In May of 2001 a group of about twenty Hispanics, many of them mothers, went on a hunger strike in Chicago's Little Village centered on 31st St. on the near south-west side, to demand a new public high school be built, as the current one, Farragut on 24th Street, was chronically over-crowded. The story received very limited coverage and no fliers were passed out at the Logan Square venue or any other to urge kids to go and help them out. Why? Essentially because there is little cache in hanging out with middle aged Hispanic women in a rough neighborhood. I visited with them and chatted a little bit, but couldn't really stay the night since it probably would have made some of them uncomfortable—they were staying in tents. The Chicago Public Schools vacillated on whether they were going to build the school, and little action was taken until several months later. Yet those Northside hipsters, rolling their eyes at middle-aged men and women in Dolce and Gabbana, leafing through their out-of-print Cap'n Jazz records and downing cheap beers at the L&L (a chic "dive" in Lakeview), bang a few drums and holler obscenities and the Reader gives them the front page.

In other words, where were they when it really counted?

* * *

We're all too familiar such selfconsciously iconoclastic and iconocentric strategies in the realm of Art, where we are bombarded with self-satisfied wall text, statements and manifestos peppered with notions of "problematization" and "critique." I'm sure it was in the art world that it was first determined that bare appropriation is, in itself, critical.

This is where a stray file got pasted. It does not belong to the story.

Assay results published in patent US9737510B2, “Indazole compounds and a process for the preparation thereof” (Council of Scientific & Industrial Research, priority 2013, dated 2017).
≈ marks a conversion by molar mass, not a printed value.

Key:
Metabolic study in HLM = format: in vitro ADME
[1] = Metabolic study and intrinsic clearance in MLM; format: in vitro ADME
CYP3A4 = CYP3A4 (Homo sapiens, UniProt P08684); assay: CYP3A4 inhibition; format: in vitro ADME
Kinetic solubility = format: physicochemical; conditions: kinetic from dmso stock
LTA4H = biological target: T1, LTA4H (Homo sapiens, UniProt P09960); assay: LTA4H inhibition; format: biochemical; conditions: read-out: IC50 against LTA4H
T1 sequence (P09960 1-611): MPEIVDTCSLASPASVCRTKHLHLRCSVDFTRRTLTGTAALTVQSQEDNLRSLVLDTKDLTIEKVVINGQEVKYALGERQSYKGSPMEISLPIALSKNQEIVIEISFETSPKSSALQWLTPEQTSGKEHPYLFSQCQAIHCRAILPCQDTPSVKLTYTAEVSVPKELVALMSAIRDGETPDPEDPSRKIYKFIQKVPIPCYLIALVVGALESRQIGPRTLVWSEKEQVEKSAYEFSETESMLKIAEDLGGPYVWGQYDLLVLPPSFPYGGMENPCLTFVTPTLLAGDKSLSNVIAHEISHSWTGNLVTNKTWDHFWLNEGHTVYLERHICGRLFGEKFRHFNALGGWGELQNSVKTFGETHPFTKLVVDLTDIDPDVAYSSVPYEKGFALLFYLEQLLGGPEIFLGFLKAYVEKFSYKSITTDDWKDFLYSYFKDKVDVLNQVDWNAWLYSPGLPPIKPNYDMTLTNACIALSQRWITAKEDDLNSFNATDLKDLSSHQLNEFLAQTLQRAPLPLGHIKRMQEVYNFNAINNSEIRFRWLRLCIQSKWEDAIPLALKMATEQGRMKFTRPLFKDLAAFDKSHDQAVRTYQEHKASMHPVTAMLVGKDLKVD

"Problematizing." That word just provokes my ire. It all seems to operate, much like the idea of culture-jamming, on some tedious metaphor of 'short-circuiting' culture or (in a decidedly more industrialist vein) 'a wrench in the gears', as if by teasing out the warp and woof of society, the whole thing will simply unravel before us. Such is the magic of deconstruction as well. A testimonial on the back of Derrida's Of Grammatology offers the claim that the volume provides tools and techniques that are "as simple, and as destructive, as leaving a bomb in a brown paper bag outside (or inside) a pub." ...And thus Western Culture was brought to its knees.